ULI Home > Development Business > Redeveloping in Difficult Times
by Kristina Kessler, September 1, 2010

With smaller homes, urban lifestyles, and sustainable communities among the forces that will shape the future of real estate development, what redevelopment opportunities exist now worth pursuing?

Many urban neighborhoods across the United States are experiencing dramatic transformation, including the metro Washington, D.C., area, this issue’s market focus. Parking lots, underused commercial properties, and former industrial sites are being replaced by condos, apartments, and townhouses, many in mixed-use developments. In fact, in eight U.S. regions, redevelopment in urban neighborhoods accounts for between one fourth and one half of all new construction this year, according to the U.S. Environmental Protection Agency.

With echo boomers eventually outnumbering their parent’s generation, this new housing market will not necessarily view real estate as a safe investment, which could mean higher demand for rental housing. For those echo boomers who will prefer to send their children to public schools in the suburbs, suburban town centers with amenities... [more]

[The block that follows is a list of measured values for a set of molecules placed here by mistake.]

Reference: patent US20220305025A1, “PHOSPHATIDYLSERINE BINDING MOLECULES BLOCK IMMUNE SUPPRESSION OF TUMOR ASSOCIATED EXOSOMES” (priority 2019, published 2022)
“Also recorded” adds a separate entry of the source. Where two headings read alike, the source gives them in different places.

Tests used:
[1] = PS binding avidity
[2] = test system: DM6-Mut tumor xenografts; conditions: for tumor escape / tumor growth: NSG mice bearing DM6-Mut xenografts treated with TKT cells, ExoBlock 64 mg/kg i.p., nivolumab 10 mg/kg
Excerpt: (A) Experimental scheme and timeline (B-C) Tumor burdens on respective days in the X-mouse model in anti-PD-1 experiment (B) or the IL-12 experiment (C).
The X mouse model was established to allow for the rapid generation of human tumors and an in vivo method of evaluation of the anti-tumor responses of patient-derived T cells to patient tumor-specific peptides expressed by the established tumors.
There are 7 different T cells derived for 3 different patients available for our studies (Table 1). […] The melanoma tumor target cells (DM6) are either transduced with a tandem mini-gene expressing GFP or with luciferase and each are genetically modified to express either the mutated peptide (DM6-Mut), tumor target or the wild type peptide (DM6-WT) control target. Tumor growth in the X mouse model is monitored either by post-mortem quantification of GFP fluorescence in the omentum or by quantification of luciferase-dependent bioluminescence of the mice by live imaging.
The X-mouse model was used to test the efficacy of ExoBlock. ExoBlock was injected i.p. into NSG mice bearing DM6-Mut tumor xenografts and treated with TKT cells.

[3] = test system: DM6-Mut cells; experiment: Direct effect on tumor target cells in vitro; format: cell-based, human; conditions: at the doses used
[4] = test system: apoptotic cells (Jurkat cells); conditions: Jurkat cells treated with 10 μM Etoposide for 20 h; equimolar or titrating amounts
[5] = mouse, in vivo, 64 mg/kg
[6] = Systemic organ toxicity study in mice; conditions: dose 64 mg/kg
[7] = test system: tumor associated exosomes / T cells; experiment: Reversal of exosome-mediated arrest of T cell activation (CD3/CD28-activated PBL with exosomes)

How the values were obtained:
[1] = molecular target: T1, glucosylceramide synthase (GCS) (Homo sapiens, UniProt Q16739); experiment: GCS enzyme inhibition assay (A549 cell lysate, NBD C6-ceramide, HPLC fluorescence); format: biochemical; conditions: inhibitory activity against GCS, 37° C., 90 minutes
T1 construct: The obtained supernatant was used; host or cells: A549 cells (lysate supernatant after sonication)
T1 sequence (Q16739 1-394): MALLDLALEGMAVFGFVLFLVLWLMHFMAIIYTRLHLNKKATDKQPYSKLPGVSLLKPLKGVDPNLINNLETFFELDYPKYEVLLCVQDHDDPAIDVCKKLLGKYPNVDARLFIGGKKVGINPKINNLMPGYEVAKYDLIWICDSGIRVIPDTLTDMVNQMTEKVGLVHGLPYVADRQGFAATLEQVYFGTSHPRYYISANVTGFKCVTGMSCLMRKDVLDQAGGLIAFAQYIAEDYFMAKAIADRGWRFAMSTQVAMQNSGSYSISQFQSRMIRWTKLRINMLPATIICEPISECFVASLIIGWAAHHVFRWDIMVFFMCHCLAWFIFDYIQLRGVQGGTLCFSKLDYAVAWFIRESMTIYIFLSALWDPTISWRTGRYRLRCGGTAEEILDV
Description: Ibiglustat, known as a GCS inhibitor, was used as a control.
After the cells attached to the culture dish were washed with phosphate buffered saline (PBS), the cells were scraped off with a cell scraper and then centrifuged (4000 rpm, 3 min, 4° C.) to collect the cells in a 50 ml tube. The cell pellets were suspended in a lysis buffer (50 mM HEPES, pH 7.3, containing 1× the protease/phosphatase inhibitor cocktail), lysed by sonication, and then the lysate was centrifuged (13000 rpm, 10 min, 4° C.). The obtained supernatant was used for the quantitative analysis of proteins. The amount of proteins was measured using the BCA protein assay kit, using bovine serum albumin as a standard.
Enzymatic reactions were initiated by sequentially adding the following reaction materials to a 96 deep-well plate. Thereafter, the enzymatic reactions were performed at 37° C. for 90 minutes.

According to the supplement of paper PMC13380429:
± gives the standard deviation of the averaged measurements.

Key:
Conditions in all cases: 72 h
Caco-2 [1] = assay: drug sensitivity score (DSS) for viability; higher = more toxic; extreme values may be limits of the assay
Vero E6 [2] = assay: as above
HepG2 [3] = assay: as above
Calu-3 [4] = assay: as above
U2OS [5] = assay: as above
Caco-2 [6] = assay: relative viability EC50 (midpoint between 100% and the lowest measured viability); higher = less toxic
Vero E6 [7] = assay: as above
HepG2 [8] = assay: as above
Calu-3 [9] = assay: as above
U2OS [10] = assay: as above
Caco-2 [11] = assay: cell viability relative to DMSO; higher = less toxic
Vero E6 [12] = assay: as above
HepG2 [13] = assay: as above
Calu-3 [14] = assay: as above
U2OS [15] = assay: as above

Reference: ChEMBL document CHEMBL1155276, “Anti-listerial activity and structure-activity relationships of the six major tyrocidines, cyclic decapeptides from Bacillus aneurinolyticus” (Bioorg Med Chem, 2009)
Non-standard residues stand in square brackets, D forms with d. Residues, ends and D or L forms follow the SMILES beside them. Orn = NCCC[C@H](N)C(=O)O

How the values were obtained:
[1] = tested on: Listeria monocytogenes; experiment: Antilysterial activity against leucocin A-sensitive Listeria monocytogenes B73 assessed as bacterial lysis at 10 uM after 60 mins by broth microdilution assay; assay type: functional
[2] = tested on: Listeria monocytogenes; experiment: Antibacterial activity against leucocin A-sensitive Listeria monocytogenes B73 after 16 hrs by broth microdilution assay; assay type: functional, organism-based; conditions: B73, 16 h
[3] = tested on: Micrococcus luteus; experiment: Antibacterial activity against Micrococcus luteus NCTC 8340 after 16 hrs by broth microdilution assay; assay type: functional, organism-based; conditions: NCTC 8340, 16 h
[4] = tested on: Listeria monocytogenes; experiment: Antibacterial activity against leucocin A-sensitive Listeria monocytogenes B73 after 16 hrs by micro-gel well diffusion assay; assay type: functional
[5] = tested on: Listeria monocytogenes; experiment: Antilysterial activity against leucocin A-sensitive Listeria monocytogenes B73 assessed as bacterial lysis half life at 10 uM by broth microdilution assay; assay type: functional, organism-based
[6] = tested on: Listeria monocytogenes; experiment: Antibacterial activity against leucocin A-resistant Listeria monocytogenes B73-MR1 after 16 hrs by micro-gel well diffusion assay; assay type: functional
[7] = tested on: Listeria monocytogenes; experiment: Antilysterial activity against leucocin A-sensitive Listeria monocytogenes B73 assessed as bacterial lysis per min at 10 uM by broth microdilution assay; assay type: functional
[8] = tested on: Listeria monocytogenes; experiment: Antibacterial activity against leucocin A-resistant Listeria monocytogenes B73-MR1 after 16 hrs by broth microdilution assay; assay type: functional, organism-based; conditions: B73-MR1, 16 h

ULI Home > Economy, Markets, & Trends > A Model for Growth: Walkable Urbanism
by Christopher Leinberger, September 1, 2010

Ten changes found in metropolitan Washington, D.C., will be coming to a metro area near you.

1. While there are numerous new or redeveloped walkable bedroom communities, it is the walk-able urban places of regional significance that are the most important. It is in these places that employment concentrates, education and health institutions are established, and entertainment, cultural, and sports venues locate. High-density, for-sale residential development also occurs in these regionally significant walkable places to take advantage of amenities such as restaurants, retail businesses, cultural events, and maybe even the ability to walk to work, even though the majority of the square footage developed is income-producing. The growth in regionally significant walkable urban places has been greater in metro D.C. than in any other metropolitan area in the country over the past 15 years or so. [more]